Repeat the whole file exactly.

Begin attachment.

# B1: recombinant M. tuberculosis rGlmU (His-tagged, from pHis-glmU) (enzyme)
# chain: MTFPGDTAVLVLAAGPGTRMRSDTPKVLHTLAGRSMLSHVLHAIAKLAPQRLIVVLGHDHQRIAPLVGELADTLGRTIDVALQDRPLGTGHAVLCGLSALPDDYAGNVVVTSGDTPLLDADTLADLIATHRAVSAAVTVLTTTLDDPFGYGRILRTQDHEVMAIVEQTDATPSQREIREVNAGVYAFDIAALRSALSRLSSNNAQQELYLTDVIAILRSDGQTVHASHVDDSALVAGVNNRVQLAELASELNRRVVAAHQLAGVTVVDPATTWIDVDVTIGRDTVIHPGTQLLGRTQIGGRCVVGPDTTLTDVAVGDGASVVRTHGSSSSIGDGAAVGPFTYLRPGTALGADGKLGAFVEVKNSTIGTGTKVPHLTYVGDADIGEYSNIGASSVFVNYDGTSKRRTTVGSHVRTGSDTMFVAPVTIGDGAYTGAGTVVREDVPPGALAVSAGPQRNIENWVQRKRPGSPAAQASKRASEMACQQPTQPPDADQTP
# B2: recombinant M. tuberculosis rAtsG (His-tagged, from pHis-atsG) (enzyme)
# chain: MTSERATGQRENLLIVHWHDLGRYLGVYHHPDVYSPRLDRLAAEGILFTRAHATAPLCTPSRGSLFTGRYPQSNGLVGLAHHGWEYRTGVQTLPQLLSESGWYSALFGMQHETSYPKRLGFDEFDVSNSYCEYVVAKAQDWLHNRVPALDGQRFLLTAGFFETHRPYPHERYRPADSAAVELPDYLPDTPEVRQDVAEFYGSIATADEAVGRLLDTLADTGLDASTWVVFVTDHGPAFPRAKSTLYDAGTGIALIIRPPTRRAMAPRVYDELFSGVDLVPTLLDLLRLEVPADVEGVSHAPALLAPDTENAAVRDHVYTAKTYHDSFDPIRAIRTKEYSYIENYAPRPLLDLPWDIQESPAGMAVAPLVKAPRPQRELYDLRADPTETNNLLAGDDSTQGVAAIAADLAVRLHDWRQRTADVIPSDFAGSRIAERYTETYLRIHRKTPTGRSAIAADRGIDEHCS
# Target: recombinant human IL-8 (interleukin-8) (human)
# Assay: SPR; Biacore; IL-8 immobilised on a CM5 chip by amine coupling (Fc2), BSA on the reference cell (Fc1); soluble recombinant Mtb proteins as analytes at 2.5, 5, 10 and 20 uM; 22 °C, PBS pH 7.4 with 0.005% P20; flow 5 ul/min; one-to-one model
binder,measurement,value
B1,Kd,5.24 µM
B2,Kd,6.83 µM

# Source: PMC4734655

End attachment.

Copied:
# B1: recombinant M. tuberculosis rGlmU (His-tagged, from pHis-glmU) (enzyme)
# chain: MTFPGDTAVLVLAAGPGTRMRSDTPKVLHTLAGRSMLSHVLHAIAKLAPQRLIVVLGHDHQRIAPLVGELADTLGRTIDVALQDRPLGTGHAVLCGLSALPDDYAGNVVVTSGDTPLLDADTLADLIATHRAVSAAVTVLTTTLDDPFGYGRILRTQDHEVMAIVEQTDATPSQREIREVNAGVYAFDIAALRSALSRLSSNNAQQELYLTDVIAILRSDGQTVHASHVDDSALVAGVNNRVQLAELASELNRRVVAAHQLAGVTVVDPATTWIDVDVTIGRDTVIHPGTQLLGRTQIGGRCVVGPDTTLTDVAVGDGASVVRTHGSSSSIGDGAAVGPFTYLRPGTALGADGKLGAFVEVKNSTIGTGTKVPHLTYVGDADIGEYSNIGASSVFVNYDGTSKRRTTVGSHVRTGSDTMFVAPVTIGDGAYTGAGTVVREDVPPGALAVSAGPQRNIENWVQRKRPGSPAAQASKRASEMACQQPTQPPDADQTP
# B2: recombinant M. tuberculosis rAtsG (His-tagged, from pHis-atsG) (enzyme)
# chain: MTSERATGQRENLLIVHWHDLGRYLGVYHHPDVYSPRLDRLAAEGILFTRAHATAPLCTPSRGSLFTGRYPQSNGLVGLAHHGWEYRTGVQTLPQLLSESGWYSALFGMQHETSYPKRLGFDEFDVSNSYCEYVVAKAQDWLHNRVPALDGQRFLLTAGFFETHRPYPHERYRPADSAAVELPDYLPDTPEVRQDVAEFYGSIATADEAVGRLLDTLADTGLDASTWVVFVTDHGPAFPRAKSTLYDAGTGIALIIRPPTRRAMAPRVYDELFSGVDLVPTLLDLLRLEVPADVEGVSHAPALLAPDTENAAVRDHVYTAKTYHDSFDPIRAIRTKEYSYIENYAPRPLLDLPWDIQESPAGMAVAPLVKAPRPQRELYDLRADPTETNNLLAGDDSTQGVAAIAADLAVRLHDWRQRTADVIPSDFAGSRIAERYTETYLRIHRKTPTGRSAIAADRGIDEHCS
# Target: recombinant human IL-8 (interleukin-8) (human)
# Assay: SPR; Biacore; IL-8 immobilised on a CM5 chip by amine coupling (Fc2), BSA on the reference cell (Fc1); soluble recombinant Mtb proteins as analytes at 2.5, 5, 10 and 20 uM; 22 °C, PBS pH 7.4 with 0.005% P20; flow 5 ul/min; one-to-one model
binder,measurement,value
B1,Kd,5.24 µM
B2,Kd,6.83 µM

# Source: PMC4734655